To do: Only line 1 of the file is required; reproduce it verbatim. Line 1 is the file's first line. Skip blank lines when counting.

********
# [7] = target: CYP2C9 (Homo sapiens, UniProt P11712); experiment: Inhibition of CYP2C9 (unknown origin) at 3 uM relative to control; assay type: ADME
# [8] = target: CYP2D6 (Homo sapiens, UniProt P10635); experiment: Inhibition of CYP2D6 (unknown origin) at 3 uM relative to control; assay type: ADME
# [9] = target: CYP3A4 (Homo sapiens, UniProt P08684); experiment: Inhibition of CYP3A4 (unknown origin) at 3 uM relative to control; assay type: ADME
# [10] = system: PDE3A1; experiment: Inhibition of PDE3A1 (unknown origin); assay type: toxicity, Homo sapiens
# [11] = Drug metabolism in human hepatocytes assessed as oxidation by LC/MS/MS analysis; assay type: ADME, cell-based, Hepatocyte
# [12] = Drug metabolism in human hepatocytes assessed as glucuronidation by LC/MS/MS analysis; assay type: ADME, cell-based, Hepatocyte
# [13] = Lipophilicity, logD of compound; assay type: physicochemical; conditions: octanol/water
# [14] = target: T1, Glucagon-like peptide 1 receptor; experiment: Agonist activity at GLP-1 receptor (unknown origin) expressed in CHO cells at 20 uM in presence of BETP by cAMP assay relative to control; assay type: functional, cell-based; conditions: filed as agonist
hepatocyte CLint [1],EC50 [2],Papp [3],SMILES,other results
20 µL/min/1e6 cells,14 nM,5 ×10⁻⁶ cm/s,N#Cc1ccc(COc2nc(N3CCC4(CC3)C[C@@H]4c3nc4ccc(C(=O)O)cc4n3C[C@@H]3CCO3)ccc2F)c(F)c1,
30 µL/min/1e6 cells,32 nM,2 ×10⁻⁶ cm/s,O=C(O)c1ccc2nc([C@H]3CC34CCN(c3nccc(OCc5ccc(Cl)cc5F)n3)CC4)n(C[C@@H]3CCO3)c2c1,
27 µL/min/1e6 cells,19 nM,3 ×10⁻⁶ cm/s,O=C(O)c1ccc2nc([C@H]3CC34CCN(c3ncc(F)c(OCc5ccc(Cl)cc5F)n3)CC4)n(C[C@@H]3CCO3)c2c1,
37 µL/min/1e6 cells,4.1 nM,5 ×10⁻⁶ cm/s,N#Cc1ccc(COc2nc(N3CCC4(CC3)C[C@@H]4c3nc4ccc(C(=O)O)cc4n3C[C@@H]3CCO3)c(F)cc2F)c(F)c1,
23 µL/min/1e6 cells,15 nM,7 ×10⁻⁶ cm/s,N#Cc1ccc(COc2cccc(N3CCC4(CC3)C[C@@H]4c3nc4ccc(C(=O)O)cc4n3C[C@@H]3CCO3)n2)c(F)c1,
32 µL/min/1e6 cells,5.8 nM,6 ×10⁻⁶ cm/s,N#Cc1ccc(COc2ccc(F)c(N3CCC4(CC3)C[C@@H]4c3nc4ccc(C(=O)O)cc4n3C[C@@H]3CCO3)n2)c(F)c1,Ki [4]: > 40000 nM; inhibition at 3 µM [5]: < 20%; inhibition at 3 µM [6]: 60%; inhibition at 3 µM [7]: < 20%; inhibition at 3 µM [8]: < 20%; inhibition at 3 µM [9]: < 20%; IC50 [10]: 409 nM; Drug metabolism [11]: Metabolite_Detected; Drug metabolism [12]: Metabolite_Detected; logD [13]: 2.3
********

# [7] = target: CYP2C9 (Homo sapiens, UniProt P11712); experiment: Inhibition of CYP2C9 (unknown origin) at 3 uM relative to control; assay type: ADME